The sun now low in the west rises for mornings and for noons continual;
To frozen clods ever the spring's invisible law returns,
With grass and flowers and summer fruits and corn.
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Tuesday, November 09, 2010

out of alignment

Hello! Sorry I've been incommunicado. I don't really know what happened ... You'd think after two great workshops I'd be painting nonstop but being temperamentally perverse I stopped painting altogether. (I've also been trying to get a lot of work done, and my nineteen-year-old nephew has moved in with me which has been, and is, a learning experience. He's young and can learn; it's been a bit more fraught for me. You know how when you introduce a new cat into your household the cat you had suddenly becomes an old grump? I'm the cat you had ... ).

This is the last painting I attempted after my last post a month ago.
I'm consistently having a problem getting eyes to align; the farther one is always droopy: very disconcerting.

This procrastinating has got to stop though and for the coming week I'm setting myself the goal of finding something that I really want to paint, that I can't possibly resist painting.
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Friday, October 01, 2010


Painted this today from a photo Shelby took one day when we were out painting with Charles Reid. Shelby and I were still in thr throes of our Ted Nuttall workshop and, while Charles demonstrated, took a lot of pictures of our fellow students (on the sly).
I worked on this intermittently this morning in between little bursts of cleaning out the garage, very gingerly, on the lookout for crickets.
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Thursday, September 30, 2010

what now?

After my intensive two weeks of paintings, I find myself here at home wondering what to do now!
Yesterday I took a little break to try to loosely fiddle around with the faces from the Unhappy Couple.
Each face is about 3 inches high.

By the way, did you know this is National Banned Books week? I was looking at a list of books that have at one time or another been banned from schools in the U.S. and trying to see if I could find a common denominator. Nonconformity or any taint of "outsiderness" seems to be a red flag. Oh, and sex!
Banned Books weeks ends October 2, but I'm heading to the library tomorrow to get a banned book I never read, Fahrenheit 451. Apparently, after the book was banned from schools, the publisher sold a sanitized to schools for years--without Ray Bradbury's knowledge or consent!

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Wednesday, September 29, 2010

wip: mia, day 2

I can see in this side-by-side how getting just a few lines a bit wrong can thros off the whole likeness, like the outline of the left side of her face--I let it bow out too much (but I think I can fix it).
I tried to get the baby teeth in there but really didn't like they way they looked ... I think I still need to broaden the smile a bit.
Or maybe start again ... I'm feeling that this portrait doesn't capture Meezie.

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Tuesday, September 28, 2010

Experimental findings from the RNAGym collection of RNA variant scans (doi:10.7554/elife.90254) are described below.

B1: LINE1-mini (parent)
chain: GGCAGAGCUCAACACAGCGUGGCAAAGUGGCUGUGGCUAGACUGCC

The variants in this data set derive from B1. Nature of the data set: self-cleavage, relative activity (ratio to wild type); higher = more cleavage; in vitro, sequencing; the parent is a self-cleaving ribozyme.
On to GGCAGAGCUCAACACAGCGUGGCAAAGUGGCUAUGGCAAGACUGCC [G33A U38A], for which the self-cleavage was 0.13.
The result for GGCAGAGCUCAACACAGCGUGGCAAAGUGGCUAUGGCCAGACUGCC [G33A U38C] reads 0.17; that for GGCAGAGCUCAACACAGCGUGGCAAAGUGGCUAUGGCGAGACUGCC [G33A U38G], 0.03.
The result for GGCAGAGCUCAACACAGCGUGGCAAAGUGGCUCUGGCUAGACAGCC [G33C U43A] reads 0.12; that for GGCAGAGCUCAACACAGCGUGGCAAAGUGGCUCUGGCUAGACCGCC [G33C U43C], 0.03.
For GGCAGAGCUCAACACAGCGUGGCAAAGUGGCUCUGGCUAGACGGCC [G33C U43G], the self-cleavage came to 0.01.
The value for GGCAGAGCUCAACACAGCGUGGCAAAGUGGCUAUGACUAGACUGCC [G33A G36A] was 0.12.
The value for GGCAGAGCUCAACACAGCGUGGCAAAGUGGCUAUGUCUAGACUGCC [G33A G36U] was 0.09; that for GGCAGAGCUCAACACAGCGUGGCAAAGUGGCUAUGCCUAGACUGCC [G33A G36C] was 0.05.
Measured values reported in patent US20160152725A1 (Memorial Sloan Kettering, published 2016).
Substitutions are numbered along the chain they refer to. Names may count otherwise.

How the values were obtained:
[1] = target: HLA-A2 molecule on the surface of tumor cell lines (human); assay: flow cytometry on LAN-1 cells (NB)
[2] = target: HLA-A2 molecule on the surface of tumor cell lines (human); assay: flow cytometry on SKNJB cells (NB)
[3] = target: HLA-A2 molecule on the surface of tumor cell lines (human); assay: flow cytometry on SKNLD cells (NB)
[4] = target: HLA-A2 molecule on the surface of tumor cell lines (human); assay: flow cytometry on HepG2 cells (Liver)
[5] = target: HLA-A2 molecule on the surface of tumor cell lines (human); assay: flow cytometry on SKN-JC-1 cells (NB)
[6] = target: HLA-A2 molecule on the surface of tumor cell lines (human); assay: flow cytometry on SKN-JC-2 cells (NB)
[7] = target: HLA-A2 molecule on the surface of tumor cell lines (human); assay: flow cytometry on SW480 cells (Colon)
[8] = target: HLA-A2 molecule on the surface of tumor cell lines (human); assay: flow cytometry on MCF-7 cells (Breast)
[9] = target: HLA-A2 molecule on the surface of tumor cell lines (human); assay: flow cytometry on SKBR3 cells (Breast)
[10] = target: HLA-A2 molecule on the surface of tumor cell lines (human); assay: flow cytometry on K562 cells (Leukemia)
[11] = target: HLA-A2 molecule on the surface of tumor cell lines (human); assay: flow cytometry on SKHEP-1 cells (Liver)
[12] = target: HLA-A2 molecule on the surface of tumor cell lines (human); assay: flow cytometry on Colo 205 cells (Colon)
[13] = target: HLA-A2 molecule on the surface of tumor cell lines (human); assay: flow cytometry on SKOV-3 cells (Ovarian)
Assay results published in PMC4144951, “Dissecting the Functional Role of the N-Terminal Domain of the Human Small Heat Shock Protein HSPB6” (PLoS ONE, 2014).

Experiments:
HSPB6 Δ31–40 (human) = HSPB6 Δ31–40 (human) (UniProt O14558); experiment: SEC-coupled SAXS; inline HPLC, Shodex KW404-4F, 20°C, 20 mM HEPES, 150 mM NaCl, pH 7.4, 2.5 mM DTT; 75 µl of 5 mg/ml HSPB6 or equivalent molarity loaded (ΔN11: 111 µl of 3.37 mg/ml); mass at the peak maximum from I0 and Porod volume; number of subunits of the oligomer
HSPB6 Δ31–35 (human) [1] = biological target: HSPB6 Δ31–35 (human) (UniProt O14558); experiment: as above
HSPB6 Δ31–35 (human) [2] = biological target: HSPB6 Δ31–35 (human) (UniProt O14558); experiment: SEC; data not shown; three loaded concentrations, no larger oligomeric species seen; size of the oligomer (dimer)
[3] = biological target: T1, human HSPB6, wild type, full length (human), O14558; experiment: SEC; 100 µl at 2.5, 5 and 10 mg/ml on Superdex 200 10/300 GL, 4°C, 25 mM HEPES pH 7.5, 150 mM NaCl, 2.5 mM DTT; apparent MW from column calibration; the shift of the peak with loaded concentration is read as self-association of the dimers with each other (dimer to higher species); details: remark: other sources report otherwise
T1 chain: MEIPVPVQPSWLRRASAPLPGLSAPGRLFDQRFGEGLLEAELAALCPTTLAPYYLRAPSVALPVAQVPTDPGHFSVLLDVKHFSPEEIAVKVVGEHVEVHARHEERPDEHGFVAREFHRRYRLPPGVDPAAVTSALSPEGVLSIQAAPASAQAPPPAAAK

wip: mia

I thought I'd better start another painting trying to do what I did in Ted's class before I forget everything; I hope it's not too late!
I did this drawing of my niece, who's now grown with a son of her own; her pose and expression are pure Mia.
Unfortunately for me, the painter, she has the family's characcteristic fine wispy hair! A thick, straight bob would be so much easier!
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Sunday, September 26, 2010

about the workshops ...

Practicing modified contour drawings, a la Charles Reid, on trees, above; notebook page with sketch of the Physick estate and notes from Charles' first demo.
The Ted Nuttall and Charles Reid workshops were two different experiences: they were different; their methods were different; the subjects were different. But it seems to me both teachers stressed, explicitly or implicitly, three things.

1) Seeing. I thought I was already doing it, but I wasn't--I was rushing through it to get to the fun part, splashing around in the paint. Ted pointed out all the small, unexpected things--the way the light hits the edge of a cuff or reflected light catches a hat's brim--that make a painting a delight and a revelation to look at. Charles emphasized connections and exploration of your subject with your pencil; Ted would call it interpreting; finding the emotion.
2) Applying the paint. Many of us share the optimistic delusion that a certain paint or color or type of paper will do the trick for us. Neither Ted nor Charles seemed very concerned with any of this--though they both had favorite brushes: big soft ones. They apply their paint in completely different ways--Ted in successive light washes; Charles in small bits that he "places" on the paper then pulls and pushes around ... but however you do it, in stages or all in one go, think before you do and while you're doing it.
3) Find your own way. There is a lot you can learn from other painters, past and present, especially perhaps when it comes to design, but ultimately you have to find what you do, how you do it, and commit to that, whatever the subject, method, or materials.

I hate to ruin the simplicity of my little tripartite summary, but I have to add one thing Ted talked about that really struck me: nonattachment to outcome. That's the hard one; the essential one. 

I just saved you all a whole lot of money! Just kidding. For me the best part of the workshop is the experience of meeting and painting with other painters, regardless of who the teacher is, though these two were great and I'd recommend both if you have the chance.